Leishmania is the causative protozoan parasite of leishmaniasis. Distinct species provoke localized/diffuse cutaneous leishmaniasis or visceral leishmaniasis. Leishmania parasites have developed diverse strategies to evade the host immune response expressed through various cells, especially macrophages, NK cells, and dendritic cells. Participating in some of these strategies are Leishmania surface molecules, such as lipophosphoglycan (LPG) and protease gp63, which are thus considered virulence factors. LPG has been shown to modulate proinflammatory responses. For example, L. major LPG activates NK cells through toll-like receptor-2 (TLR2), while L. mexicana LPG elicits a differential production of cytokines in human dendritic cells and monocytes. Moreover, L. mexicana LPG activates MAP kinases in macrophages, which in turn enhance proinflammatory cytokine production through TLRs. Additionally, Leishmania exosomes have been found to strongly affect macrophage signaling and functions. Furthermore, proteins secreted by Leishmania promastigotes and amastigotes modulate the production of proinflammatory cytokines in human macrophages. Since Leishmania is an obligate intracellular parasite, its promastigotes utilize several mechanisms to survive and duplicate inside host cells, including the inhibition of apoptosis. It is now clear that MAPK p38, JNK, ERK 1/2, and PI3K/Akt participate in the inhibition of both natural and induced apoptosis of macrophages, neutrophils, and dendritic cells.
Part of the book: Leishmaniases as Re-emerging Diseases
Apoptosis is a biological process carried out during maturation, remodeling, growth, and developmental processes in tissues, and also represents an important defense mechanism of cells against intracellular microorganisms. In counterpart, diverse intracellular pathogens have developed a wide array of strategies to evade apoptosis and persist inside cells. Apoptotic cell death can be triggered through different intracellular signaling pathways that lead to morphological changes and eventually cell death. Among these pathways, MAPK and PI3K play a central role. The precise control of the signaling pathways that lead to apoptosis is crucial for the maintenance of tissue homeostasis. Paradoxically, these same pathways are utilized during infection by distinct intracellular microorganisms in order to evade recognition by the immune system, inhibit apoptosis, and therefore survive, reproduce, and develop inside cells.
Part of the book: Current Understanding of Apoptosis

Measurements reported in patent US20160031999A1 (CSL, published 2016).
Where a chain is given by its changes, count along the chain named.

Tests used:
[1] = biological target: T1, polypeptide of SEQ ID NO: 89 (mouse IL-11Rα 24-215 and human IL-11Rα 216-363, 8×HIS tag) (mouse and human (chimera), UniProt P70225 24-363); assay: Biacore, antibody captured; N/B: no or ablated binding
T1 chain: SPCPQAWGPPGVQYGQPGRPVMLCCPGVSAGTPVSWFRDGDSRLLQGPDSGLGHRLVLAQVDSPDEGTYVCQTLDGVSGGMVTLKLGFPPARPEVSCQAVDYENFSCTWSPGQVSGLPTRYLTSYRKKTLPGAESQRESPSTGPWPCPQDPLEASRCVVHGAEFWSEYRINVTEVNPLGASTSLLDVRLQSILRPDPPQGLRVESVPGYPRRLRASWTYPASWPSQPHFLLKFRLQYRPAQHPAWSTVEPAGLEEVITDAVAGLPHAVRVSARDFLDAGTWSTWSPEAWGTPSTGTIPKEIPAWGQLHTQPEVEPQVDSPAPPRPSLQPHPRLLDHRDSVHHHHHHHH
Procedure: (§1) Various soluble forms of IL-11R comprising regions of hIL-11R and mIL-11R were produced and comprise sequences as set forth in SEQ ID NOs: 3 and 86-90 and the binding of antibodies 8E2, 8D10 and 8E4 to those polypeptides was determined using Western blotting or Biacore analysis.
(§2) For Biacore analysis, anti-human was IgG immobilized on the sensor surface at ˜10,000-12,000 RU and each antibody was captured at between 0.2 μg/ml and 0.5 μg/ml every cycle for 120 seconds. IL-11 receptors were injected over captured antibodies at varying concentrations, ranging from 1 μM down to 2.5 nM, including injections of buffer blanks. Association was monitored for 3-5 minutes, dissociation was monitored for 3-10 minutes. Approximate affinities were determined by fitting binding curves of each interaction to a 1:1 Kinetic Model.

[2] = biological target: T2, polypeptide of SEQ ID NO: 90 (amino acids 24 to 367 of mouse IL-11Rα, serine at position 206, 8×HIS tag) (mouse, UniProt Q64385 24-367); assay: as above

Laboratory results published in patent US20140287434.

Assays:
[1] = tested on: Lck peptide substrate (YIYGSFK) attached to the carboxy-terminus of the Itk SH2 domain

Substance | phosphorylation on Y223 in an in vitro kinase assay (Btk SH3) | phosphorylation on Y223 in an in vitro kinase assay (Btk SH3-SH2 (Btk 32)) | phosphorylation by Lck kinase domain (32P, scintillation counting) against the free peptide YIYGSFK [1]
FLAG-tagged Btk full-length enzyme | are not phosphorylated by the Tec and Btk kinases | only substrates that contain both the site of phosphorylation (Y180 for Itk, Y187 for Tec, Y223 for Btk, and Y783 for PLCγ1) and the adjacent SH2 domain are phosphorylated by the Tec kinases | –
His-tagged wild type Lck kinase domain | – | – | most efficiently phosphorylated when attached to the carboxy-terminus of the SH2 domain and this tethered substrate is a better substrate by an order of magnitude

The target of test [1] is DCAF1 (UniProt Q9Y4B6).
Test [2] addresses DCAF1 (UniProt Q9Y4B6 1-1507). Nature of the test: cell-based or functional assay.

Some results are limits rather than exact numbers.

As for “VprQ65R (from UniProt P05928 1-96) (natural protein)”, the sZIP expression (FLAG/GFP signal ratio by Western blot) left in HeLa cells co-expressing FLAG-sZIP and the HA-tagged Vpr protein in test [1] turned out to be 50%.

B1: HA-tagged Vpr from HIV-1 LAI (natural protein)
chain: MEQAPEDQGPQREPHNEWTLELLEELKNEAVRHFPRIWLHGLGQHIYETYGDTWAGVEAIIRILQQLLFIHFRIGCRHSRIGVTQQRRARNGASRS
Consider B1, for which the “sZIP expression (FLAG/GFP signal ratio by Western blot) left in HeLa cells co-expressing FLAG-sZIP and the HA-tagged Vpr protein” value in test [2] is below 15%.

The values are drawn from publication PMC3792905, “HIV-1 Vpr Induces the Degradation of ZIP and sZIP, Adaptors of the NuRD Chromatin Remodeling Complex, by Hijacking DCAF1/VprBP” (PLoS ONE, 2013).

Dendritic cells comprise a complex array of cell populations that play a leading role in immune defense. In an immature state, they have the capacity to sense and uptake different antigens. Upon capturing antigens, they become activated, mature, and migrate to lymph nodes where they present antigen-derived peptides to naïve T cells. Due to these excellent surveillance properties, dendritic cells play an important role against parasitic infections. Also, dendritic cells are an important source of IL-12, which is a fundamental proinflammatory cytokine in the control of intracellular parasites. The aim of this chapter is to review the most important characteristics and functions of dendritic cells and their role in the control of infection by parasites.
Part of the book: Dendritic Cells
Trypanosoma cruzi is the causal agent of Chagas disease that affects 6–7 million people around the world, principally in Latin America. This disease is characterized for the presence of an acute phase in which the host immune response plays a central role in the elimination of the parasite. If the parasite is not efficiently eliminated, patients can remain asymptomatic or develop a chronic infection. One of the cells that are primarily infected with this intracellular parasite is macrophages (Mϕ). Mϕ present a wide array of activation states with classically activated macrophages in one pole (CAMϕ) and alternatively activated macrophages (AAMϕ) in the other. One of the most important differences between these two activation states is the presence of the inducible nitric oxide synthase (iNOS or NOS2) in CAMϕ and arginase 1 (Arg-1) in AAMϕ; both enzymes share the same substrate, l-arginine, and are reciprocally regulated by the action of Th1 cytokines in the case of NOS2 and Th2 cytokines in the case of Arg-1. The activation of CAMϕ permits the production of nitric oxide (NO), highly trypanotoxic, while the activation of AAMϕ allows the synthesis of polyamines, necessary for parasite duplication. l-arginine is a very important metabolite situated in the center between the elimination and perpetuation of T. cruzi.
Part of the book: Biology of Trypanosoma cruzi